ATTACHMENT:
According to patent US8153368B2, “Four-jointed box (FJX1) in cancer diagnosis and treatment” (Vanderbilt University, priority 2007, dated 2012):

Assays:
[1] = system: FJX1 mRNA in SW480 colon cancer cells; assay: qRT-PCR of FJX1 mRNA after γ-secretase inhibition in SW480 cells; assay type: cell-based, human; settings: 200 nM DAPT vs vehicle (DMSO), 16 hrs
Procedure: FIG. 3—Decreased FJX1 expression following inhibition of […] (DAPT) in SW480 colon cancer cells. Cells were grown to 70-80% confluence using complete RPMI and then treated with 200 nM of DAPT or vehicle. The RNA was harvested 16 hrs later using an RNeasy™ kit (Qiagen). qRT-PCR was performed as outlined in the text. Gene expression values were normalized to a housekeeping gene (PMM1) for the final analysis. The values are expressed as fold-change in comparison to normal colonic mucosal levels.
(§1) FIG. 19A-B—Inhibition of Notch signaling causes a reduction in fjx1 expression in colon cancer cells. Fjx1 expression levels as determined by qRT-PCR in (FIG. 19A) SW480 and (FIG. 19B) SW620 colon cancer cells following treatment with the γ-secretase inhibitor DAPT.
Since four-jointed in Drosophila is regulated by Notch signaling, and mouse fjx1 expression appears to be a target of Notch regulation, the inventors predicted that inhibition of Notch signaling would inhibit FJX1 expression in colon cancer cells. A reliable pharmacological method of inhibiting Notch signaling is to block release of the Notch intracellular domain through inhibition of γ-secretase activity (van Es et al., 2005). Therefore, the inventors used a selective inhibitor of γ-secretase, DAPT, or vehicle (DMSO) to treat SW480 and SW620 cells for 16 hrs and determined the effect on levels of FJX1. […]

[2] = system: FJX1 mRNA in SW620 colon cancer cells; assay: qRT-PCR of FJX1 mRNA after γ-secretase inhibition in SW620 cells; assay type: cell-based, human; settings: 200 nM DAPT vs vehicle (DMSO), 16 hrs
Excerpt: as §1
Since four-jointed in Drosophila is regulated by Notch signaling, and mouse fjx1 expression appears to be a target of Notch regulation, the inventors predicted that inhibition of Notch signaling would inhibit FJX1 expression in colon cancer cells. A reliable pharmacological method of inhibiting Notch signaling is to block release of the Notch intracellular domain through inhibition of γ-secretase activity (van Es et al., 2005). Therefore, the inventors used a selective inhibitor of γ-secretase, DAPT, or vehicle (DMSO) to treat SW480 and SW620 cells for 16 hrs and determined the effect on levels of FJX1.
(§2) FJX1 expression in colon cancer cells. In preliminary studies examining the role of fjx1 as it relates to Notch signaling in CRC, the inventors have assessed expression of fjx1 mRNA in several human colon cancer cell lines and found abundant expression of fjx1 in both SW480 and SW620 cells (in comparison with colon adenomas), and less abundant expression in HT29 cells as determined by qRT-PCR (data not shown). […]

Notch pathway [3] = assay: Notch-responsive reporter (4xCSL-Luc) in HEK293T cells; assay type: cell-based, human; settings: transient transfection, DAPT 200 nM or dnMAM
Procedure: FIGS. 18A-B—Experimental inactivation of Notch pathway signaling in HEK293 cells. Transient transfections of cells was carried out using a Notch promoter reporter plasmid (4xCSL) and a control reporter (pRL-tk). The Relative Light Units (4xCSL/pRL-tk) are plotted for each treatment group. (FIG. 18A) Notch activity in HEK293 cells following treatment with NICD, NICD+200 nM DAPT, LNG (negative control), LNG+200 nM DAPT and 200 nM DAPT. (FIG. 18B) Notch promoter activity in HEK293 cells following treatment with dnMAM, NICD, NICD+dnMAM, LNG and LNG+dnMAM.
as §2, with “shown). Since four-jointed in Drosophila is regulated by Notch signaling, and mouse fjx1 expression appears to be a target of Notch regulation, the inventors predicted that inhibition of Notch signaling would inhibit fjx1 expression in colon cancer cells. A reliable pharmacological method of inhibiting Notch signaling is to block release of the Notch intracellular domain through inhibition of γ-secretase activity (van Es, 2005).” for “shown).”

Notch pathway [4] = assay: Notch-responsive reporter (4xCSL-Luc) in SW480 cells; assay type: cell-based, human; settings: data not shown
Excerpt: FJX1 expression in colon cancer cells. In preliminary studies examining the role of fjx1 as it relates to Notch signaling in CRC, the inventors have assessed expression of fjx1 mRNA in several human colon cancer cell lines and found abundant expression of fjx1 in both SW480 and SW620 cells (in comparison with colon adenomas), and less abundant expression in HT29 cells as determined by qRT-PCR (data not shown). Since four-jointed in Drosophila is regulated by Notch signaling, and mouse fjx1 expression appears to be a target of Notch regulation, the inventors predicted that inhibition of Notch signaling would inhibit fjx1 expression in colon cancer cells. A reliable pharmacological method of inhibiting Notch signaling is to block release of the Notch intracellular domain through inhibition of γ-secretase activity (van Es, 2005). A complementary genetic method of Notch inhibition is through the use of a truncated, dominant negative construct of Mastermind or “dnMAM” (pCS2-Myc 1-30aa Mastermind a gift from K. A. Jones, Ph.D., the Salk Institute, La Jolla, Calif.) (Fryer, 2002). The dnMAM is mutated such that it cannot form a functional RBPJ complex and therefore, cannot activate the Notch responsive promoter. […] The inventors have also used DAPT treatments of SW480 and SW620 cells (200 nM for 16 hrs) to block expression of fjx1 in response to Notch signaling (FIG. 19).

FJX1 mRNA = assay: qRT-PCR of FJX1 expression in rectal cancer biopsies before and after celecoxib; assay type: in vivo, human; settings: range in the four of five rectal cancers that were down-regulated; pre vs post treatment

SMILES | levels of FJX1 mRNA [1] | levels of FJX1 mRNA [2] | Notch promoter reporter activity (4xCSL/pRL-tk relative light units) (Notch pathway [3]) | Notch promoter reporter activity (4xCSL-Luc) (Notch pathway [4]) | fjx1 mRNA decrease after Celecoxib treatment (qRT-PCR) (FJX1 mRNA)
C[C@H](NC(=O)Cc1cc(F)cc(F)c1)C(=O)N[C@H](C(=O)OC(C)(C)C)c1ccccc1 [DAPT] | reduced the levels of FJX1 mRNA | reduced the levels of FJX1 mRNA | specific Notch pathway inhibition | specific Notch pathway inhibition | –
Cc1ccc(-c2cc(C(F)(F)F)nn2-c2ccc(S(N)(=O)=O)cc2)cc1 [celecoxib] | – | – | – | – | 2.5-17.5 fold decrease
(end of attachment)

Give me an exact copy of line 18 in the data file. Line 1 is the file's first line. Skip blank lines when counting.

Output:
C[C@H](NC(=O)Cc1cc(F)cc(F)c1)C(=O)N[C@H](C(=O)OC(C)(C)C)c1ccccc1 [DAPT] | reduced the levels of FJX1 mRNA | reduced the levels of FJX1 mRNA | specific Notch pathway inhibition | specific Notch pathway inhibition | –